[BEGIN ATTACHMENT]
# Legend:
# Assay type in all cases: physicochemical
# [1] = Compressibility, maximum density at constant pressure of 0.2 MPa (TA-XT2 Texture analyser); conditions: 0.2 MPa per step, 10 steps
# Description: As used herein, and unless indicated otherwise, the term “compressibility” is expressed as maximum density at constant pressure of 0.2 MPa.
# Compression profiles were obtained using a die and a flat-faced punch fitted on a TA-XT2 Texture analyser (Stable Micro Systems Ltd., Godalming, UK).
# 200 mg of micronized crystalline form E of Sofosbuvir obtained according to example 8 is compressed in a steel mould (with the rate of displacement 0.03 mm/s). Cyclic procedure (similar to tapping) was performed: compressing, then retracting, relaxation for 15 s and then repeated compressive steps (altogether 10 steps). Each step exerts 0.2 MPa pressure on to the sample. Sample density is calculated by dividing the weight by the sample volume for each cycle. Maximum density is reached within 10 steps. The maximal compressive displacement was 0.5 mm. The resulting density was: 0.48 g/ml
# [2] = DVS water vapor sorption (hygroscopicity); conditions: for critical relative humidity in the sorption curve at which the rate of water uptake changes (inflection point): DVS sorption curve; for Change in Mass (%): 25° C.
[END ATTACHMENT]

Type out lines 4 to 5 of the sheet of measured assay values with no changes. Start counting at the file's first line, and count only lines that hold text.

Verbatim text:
# Description: As used herein, and unless indicated otherwise, the term “compressibility” is expressed as maximum density at constant pressure of 0.2 MPa.
# Compression profiles were obtained using a die and a flat-faced punch fitted on a TA-XT2 Texture analyser (Stable Micro Systems Ltd., Godalming, UK).